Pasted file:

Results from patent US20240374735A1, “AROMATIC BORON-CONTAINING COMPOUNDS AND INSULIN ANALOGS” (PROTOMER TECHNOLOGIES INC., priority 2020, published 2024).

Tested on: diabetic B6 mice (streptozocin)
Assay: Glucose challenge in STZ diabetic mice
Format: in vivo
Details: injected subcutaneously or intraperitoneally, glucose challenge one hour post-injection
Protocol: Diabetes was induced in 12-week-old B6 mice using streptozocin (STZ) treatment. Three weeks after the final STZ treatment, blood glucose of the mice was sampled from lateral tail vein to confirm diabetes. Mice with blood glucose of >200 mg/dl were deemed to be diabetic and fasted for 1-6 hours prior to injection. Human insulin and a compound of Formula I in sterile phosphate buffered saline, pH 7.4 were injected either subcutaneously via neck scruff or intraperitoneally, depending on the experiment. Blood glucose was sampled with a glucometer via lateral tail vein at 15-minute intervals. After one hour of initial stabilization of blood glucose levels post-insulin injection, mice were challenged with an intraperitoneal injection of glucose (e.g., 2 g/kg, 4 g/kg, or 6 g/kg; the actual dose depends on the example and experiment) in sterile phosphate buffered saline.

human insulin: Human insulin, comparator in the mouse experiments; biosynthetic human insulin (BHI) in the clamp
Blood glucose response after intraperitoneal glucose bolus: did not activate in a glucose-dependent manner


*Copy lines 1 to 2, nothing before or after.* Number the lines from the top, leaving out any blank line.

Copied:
Results from patent US20240374735A1, “AROMATIC BORON-CONTAINING COMPOUNDS AND INSULIN ANALOGS” (PROTOMER TECHNOLOGIES INC., priority 2020, published 2024).

Tested on: diabetic B6 mice (streptozocin)